Pork Cartilage in Special Sauce


1 catty (600 gm) pork cartilage (ends of ribs are best as they contain nice fat, size of each piece was approx. 1.5 cm)

2 tael (40 gm) fresh ginger (optional) this is in addition to other spices below


1 x 450 ml bottle Amoy All Purpose Marinade

35 gm rock sugar (more if you are making your own marinade as the All Purpose Marinade is sweeter)


7-8 bay leaves (dried)

2 cardamom pods

5-6 licorice roots (slices dried)

4 spicy sand ginger (dried)


  1. Blanch pork cartilage until you can see all the scum/dirt coming off. Make sure that when you blanch the pork cartilage that you put it in the saucepan on the stove with cold water as this prevents the pork from cooking - as would be the case if you had blanched the pork in boiling water. Remove pork and drain.
  2. Place pork cartilage in a clay pot, pour in half the bottle (approx. 225ml) of the Marinade, add 350ml water, spices, ginger (optional) and rock sugar.
  3. Bring to boil then simmer on low heat with lid on for 1.5 hours then serve.


  1. The Amoy All Purpose Marinade is strong so it needs to be diluted with water.
  2. The special secret is to add 2 tablespoons of white vinegar to the clay pot when the pork cartilage is simmering as this will speed up the cooking process and reduce the cooking time by approx. 30 minutes.
  3. When blanching the pork cartilage, put cold water in the saucepan, add the meat then bring to the boil or the meat will cook first if put into boiling water and become tough.
  4. Continue to check the pork as it is simmering; if the clay pot becomes dry add more water.
  5. To check tenderness, insert a chopstick into the pork and if it goes right through then it is tender and ready to be served.
  6. The pork cartilage can be replaced with chicken wings (no need to add vinegar as chicken cooks more quickly than pork).
  7. After you cook the pork cartilage you can keep the marinade and re-use it a few more times (similar to a master sauce/ lu stock).
  8. To make your own marinade for this recipe use a mixture of light and dark soy sauce with spices and sugar instead of using the All Purpose Marinade. Combine 100 ml normal soy sauce (light), 150 ml premium strong and sweet flavoured soy sauce, 200 ml water, approx. 35 gm rock sugar (more depending on taste), 4 teaspoon of caster sugar, 1 tablespoon oyster sauce and the spices listed above.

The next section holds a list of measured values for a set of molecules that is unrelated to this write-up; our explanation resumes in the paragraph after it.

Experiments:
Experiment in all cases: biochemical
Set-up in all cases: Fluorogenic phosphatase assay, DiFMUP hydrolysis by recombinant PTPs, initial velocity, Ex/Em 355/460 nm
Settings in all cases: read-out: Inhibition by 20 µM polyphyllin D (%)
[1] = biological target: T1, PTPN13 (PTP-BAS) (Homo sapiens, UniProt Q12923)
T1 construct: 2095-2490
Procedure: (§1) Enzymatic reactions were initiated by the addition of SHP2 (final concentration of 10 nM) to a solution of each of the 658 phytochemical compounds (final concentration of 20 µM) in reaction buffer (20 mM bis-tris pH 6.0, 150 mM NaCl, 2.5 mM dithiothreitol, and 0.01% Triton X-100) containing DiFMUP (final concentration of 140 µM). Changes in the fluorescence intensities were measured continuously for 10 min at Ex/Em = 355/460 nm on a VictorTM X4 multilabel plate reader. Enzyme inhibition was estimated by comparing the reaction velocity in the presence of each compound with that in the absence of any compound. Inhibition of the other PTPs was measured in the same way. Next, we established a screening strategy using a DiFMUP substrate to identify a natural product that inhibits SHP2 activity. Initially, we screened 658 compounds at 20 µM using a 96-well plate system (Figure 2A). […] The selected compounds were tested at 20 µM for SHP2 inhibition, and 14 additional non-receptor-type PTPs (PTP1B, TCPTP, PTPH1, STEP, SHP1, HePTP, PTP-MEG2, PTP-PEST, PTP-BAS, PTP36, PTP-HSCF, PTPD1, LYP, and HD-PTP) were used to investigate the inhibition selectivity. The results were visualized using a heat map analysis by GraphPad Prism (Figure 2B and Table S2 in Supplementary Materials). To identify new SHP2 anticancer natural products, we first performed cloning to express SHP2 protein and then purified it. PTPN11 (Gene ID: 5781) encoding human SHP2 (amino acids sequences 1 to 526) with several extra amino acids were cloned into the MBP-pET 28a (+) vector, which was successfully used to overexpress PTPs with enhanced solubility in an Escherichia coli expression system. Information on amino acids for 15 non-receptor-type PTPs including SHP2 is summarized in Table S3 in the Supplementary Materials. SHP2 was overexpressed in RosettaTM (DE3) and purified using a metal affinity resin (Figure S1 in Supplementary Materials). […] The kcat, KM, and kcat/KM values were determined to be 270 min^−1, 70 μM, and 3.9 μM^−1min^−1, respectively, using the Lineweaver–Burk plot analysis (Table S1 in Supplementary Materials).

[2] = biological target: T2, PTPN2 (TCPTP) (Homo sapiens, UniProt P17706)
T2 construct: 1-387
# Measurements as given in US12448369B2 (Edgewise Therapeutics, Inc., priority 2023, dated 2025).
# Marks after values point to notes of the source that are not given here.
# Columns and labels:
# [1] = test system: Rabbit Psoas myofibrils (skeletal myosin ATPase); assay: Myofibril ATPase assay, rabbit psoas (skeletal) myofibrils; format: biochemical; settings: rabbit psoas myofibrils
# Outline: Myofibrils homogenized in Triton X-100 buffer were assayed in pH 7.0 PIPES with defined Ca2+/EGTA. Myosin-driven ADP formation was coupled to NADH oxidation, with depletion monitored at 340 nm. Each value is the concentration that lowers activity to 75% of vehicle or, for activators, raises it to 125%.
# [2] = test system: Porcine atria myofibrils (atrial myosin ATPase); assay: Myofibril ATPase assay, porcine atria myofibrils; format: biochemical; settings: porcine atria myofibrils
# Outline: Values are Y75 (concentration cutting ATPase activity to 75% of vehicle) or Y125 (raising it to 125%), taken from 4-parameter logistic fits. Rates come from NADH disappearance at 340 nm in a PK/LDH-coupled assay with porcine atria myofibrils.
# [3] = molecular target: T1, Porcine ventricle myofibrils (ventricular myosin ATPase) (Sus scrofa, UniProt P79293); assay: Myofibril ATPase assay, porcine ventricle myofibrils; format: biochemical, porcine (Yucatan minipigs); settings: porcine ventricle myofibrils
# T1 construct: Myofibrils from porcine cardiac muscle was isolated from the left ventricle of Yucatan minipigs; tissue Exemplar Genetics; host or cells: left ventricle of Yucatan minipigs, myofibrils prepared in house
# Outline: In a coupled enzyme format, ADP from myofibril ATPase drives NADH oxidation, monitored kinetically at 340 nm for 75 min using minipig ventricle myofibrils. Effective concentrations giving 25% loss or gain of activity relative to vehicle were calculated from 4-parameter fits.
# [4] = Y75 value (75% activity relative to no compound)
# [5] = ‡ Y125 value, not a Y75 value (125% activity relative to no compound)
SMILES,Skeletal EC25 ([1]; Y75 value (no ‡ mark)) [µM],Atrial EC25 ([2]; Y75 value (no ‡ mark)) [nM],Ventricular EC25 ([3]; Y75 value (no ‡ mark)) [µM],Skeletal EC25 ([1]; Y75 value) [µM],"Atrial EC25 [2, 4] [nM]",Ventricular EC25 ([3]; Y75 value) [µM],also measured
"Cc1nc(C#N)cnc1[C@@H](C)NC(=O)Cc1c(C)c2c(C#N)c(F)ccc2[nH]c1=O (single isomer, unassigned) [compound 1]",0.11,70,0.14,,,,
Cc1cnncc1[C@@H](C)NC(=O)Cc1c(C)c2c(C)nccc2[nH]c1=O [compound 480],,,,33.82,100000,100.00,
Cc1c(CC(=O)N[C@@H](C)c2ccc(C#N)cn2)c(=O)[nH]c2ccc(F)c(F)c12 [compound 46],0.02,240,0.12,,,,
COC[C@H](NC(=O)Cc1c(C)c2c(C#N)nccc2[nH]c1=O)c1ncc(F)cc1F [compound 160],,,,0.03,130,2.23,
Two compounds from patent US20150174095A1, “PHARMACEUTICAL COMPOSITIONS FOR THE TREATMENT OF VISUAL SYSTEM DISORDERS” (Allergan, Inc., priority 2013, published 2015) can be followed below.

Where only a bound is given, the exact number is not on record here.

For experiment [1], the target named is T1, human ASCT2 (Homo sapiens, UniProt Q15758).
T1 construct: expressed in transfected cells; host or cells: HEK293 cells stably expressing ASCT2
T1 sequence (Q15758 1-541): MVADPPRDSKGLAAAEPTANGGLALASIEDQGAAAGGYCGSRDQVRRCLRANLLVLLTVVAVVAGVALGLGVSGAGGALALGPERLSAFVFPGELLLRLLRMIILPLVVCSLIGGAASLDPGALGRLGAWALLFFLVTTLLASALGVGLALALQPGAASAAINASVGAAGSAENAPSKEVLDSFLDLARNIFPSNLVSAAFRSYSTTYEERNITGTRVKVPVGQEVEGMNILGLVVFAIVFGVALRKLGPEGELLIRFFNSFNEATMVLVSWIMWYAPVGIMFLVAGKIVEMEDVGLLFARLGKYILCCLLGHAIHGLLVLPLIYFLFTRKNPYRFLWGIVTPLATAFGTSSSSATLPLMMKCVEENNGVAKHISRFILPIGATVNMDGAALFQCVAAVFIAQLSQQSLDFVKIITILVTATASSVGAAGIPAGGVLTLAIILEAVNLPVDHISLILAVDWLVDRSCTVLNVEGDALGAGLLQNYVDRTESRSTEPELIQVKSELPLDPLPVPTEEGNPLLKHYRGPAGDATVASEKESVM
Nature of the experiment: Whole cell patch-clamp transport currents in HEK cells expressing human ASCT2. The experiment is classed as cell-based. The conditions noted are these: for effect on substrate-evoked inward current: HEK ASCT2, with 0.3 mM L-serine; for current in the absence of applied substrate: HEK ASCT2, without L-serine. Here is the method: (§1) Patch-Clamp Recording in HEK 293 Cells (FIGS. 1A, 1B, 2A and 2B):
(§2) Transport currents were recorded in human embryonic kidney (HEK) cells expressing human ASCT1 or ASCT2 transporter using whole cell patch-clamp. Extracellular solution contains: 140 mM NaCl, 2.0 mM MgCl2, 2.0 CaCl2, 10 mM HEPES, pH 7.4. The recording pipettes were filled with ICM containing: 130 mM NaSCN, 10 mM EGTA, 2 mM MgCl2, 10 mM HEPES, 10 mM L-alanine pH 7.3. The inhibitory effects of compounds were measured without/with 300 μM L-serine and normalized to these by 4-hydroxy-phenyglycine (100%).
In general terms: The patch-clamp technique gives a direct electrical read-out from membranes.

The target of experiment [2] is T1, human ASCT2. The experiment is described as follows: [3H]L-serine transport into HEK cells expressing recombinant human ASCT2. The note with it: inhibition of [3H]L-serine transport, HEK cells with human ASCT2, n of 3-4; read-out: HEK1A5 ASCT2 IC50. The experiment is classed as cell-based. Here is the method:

9. If you have difficulty buying the spices for the marinade you should also be able to buy them already made up from the wet market (Hong Kong) or Asian grocery stores. The “Marinade Stuff” I bought from Choi Hop Lee, Condiments and Asiatic Products, G/F 4 Bowrington Road Wanchai HK also included star anise, cassia bark, cloves, dried tangerine peel and white peppercorns in addition to bay leaves, cardamom pods, licorice root and sand ginger.
  10. Note that rock sugar and caster sugar have different flavours.
My absolute favourite was the Pork Cartilage in Special Sauce and then the Chicken with Preserved Black Beans.

Photo of Spices - top left bowl contains blanched minced pork and the bottom left bowl contains the preserved olive. The loose spices are bay leaves, licorice root and dried sand ginger.

Copyright © 2008 - 2009 All Rights Reserved

Tuesday, February 17, 2009


Today, I met up with some of my class mates from the YWCA to play a few rounds of Hong Kong style mahjong.

None of us had played since before Christmas so we were all a bit rusty.  Just glad that we weren't playing for money as I would have had very deep pockets by the afternoon.

Just a little bit potty!

Here is the gorgeous little Chinese knot teapot that I made! Took quite a while to make (considering it was my first attempt) and was a tad tricky in parts but got there in the end. I haven't had time to put a little button knot on the lid but I'll get to that later.
Copyright © 2008 - 2009 All Rights Reserved

Sunday, February 15, 2009

Chinese Tea Pots

On Monday 16 February 2009 I am off to visit the founder of the Shrimp and Dragonfly Guild of Hong Kong to learn how to make a Chinese Knot Tea Pot. We'll have a few laugh's about expat musings and will then probably tie our fingers up in knots. Should be lots of fun and I hope to provide a photo of the result.

Monday, February 9, 2009

Modern Times Exhibition Macau

On 5 February 2009, I travelled to Macau to visit the Modern Times Exhibition at the Museum of Art.  Here's a glimpse of some of the wonderful advertising posters that were on display.

"... In 1904 - the 30th year of Emperor Guangxu's reign - China imported a chromatic printing machine to mark the beginning of China's colour printing industry.

In terms of graphic art, the "fashion girl" emerged as the star advertising performer.  Similar in nature to traditional Chinese paintings depicting beautiful women, this new commercial vehicle of graphic art incorporated what was later to become the accepted standard for modern feminine beauty.  The 60-plus advertising paintings displayed in the exhibition were produced from the 1920's to 1940's..."  

The above information was extracted from 'What's On' No. 68 English Version 2/2009 Macau Government Tourist Office.